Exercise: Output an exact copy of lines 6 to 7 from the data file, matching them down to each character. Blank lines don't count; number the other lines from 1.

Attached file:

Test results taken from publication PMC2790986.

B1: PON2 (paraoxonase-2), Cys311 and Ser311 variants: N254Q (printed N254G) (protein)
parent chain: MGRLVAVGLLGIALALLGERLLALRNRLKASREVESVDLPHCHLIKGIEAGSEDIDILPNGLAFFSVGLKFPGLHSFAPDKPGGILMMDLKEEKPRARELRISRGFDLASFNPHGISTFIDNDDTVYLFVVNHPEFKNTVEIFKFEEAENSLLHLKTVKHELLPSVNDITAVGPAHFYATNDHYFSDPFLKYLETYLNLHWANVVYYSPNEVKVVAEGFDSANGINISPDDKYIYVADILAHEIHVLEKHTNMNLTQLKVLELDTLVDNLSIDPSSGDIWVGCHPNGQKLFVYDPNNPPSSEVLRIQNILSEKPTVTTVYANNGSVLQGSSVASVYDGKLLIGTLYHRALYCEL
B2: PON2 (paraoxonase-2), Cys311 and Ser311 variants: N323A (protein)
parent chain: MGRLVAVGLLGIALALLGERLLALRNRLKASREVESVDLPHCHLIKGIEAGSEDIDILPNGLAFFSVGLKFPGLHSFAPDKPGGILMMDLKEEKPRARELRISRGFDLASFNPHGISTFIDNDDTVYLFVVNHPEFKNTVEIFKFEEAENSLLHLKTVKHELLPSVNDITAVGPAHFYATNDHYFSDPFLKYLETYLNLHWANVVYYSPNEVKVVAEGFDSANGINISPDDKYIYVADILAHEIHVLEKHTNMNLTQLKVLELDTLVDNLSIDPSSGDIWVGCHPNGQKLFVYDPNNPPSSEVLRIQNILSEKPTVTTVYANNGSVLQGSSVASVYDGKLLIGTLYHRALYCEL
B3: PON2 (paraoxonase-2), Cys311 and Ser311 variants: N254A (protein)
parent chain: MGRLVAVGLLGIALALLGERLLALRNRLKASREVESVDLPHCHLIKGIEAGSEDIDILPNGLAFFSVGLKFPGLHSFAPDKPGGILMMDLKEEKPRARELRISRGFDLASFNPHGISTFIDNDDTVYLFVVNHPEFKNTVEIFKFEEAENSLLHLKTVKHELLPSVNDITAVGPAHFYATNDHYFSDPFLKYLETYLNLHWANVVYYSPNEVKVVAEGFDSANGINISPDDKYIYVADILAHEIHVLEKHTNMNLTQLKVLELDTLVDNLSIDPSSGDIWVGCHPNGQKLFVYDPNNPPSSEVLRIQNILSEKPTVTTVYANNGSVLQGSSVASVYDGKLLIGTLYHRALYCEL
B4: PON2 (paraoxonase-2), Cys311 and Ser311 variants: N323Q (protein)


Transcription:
B3: PON2 (paraoxonase-2), Cys311 and Ser311 variants: N254A (protein)
parent chain: MGRLVAVGLLGIALALLGERLLALRNRLKASREVESVDLPHCHLIKGIEAGSEDIDILPNGLAFFSVGLKFPGLHSFAPDKPGGILMMDLKEEKPRARELRISRGFDLASFNPHGISTFIDNDDTVYLFVVNHPEFKNTVEIFKFEEAENSLLHLKTVKHELLPSVNDITAVGPAHFYATNDHYFSDPFLKYLETYLNLHWANVVYYSPNEVKVVAEGFDSANGINISPDDKYIYVADILAHEIHVLEKHTNMNLTQLKVLELDTLVDNLSIDPSSGDIWVGCHPNGQKLFVYDPNNPPSSEVLRIQNILSEKPTVTTVYANNGSVLQGSSVASVYDGKLLIGTLYHRALYCEL